Skip to comments.Weapons for China
Posted on 01/21/2005 8:50:47 PM PST by Tailgunner Joe
The European arms embargo against China, which allows countries such as France and the UK to export torpedoes, military electronics and chemical agents to Beijing, is obviously not entirely effective; European Union figures show weapons export licences to China nearly doubled to 416m (£288m) in 2003.
Yet the EU plan to lift the embargo has angered the Bush administration and Japan, Washington's increasingly assertive Asian ally. The US says ending the sanctions, imposed after China crushed pro-democracy protests in 1989, could endanger US forces in the Pacific and give Beijing an undeserved diplomatic reward.
US officials are particularly annoyed by Europe's disingenuous attempts to play down the issue's significance. Jack Straw, the foreign secretary, described it as a "presentational problem", implying that the US did not understand how serious the Europeans were about maintaining restrictions on arms sales to China. The US says the Europeans do not grasp the implications of what they are doing or see how seriously the matter is viewed in Washington. One Bush official, fearing the use of high-technology European weapons against any US forces that might be called on to defend Taiwan from China, this week threatened European allies with "major problems for transatlantic arms procurement".
Europe does have arguments on its side, including the leaky nature of the sanctions, the fact that they are not legally binding on EU members and the varying degrees of strictness with which they are interpreted. The EU has promised not to lift the embargo until it has strengthened its code of conduct governing weapons exports and introduced a transitional scheme for recently embargoed nations.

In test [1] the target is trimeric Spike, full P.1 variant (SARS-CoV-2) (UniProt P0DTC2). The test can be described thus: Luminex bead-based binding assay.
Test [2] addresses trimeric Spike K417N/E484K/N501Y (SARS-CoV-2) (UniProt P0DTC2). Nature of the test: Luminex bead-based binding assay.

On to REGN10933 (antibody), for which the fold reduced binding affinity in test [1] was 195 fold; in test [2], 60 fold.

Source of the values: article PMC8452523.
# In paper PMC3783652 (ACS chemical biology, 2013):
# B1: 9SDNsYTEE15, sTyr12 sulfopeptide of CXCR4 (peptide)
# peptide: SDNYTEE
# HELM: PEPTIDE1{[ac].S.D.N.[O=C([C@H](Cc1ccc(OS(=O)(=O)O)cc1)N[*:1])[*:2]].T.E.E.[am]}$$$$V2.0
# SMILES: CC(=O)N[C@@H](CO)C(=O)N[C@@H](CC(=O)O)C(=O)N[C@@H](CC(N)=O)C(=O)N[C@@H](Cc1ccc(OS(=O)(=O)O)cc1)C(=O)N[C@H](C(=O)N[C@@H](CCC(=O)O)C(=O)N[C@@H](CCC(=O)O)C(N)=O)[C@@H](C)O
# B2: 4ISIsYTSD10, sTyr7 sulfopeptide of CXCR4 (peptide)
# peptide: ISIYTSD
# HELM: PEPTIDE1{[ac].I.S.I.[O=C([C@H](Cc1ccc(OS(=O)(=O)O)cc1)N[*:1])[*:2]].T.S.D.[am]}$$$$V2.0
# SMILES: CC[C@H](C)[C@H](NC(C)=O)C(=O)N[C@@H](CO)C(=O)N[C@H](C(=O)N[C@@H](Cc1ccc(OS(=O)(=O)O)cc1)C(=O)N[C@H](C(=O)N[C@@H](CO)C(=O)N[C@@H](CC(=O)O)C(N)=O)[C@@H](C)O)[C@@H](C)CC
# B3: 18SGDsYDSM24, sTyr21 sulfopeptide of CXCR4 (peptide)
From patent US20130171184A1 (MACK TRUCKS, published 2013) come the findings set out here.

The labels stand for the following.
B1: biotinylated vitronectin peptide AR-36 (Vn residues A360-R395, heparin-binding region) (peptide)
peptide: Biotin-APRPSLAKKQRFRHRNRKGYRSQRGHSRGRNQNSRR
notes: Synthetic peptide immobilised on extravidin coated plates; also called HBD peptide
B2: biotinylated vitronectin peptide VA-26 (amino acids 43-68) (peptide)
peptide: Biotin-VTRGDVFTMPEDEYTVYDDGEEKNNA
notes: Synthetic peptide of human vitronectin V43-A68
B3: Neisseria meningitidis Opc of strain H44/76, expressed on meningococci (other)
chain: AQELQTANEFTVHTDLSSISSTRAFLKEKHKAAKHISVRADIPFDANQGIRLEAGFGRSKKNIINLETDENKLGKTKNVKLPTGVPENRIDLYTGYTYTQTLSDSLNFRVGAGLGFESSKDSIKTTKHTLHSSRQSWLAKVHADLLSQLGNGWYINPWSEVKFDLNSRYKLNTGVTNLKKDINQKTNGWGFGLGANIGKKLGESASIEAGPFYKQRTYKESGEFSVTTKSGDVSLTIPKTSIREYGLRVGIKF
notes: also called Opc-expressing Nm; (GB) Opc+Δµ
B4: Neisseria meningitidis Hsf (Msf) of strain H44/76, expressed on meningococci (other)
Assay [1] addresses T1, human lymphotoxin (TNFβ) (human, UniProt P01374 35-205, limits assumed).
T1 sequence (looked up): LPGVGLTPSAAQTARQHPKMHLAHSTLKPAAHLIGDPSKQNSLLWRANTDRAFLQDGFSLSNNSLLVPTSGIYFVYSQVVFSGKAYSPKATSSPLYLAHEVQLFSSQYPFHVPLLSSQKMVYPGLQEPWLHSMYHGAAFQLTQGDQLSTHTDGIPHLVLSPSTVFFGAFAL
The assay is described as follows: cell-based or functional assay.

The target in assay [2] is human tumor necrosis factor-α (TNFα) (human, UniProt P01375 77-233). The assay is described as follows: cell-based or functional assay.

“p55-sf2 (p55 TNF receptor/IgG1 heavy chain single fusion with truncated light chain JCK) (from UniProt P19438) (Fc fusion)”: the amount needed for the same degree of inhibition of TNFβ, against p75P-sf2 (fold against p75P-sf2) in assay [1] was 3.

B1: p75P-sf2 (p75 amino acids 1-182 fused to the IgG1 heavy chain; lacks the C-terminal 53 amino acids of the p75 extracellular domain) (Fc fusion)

European governments, furthermore, can be forgiven for questioning American motives in trying to curb European exports when Israel, a staunch US ally, is permitted to sell high-tech weapons to China. The 2004 US-China security report to the US Congress devotes more space to concerns about Israel, second only to Russia as a provider of weapons systems to China, than it does to the faltering EU embargo.
However, it is clumsy and irresponsible of the Europeans to consider ending the embargo without taking US concerns on board, especially when the re-elected President George W. Bush is holding out an olive branch to them and visiting Europe next month.
Weapons for China, an emerging superpower, is an issue of grave importance for the west on which the Americans and their European allies should co-operate closely. If human rights are regrettably being dropped as criteria - and there is no sign that the US will apply the same "freedom" standards to China as it does to Iran, Burma, North Korea, Belarus and Zimbabwe - Europe and the US must at least agree on a list of items and systems banned for export to China.
Not unreasonably, the US is adamant that China should be refused technology that would threaten US aircraft carrier battle groups, the means by which the US deters Chinese aggression against Taiwan.